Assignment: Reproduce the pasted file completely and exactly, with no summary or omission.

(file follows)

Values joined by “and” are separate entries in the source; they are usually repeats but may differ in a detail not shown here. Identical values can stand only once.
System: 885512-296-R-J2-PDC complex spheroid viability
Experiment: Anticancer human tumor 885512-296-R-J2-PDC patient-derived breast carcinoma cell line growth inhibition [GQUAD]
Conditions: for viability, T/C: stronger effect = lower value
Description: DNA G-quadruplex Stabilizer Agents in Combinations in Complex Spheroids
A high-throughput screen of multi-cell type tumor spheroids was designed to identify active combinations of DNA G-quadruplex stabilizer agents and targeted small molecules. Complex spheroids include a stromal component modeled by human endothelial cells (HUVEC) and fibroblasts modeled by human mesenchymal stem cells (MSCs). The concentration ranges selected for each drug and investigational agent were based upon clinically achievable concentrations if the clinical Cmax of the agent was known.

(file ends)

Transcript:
Values joined by “and” are separate entries in the source; they are usually repeats but may differ in a detail not shown here. Identical values can stand only once.
System: 885512-296-R-J2-PDC complex spheroid viability
Experiment: Anticancer human tumor 885512-296-R-J2-PDC patient-derived breast carcinoma cell line growth inhibition [GQUAD]
Conditions: for viability, T/C: stronger effect = lower value
Description: DNA G-quadruplex Stabilizer Agents in Combinations in Complex Spheroids
A high-throughput screen of multi-cell type tumor spheroids was designed to identify active combinations of DNA G-quadruplex stabilizer agents and targeted small molecules. Complex spheroids include a stromal component modeled by human endothelial cells (HUVEC) and fibroblasts modeled by human mesenchymal stem cells (MSCs). The concentration ranges selected for each drug and investigational agent were based upon clinically achievable concentrations if the clinical Cmax of the agent was known.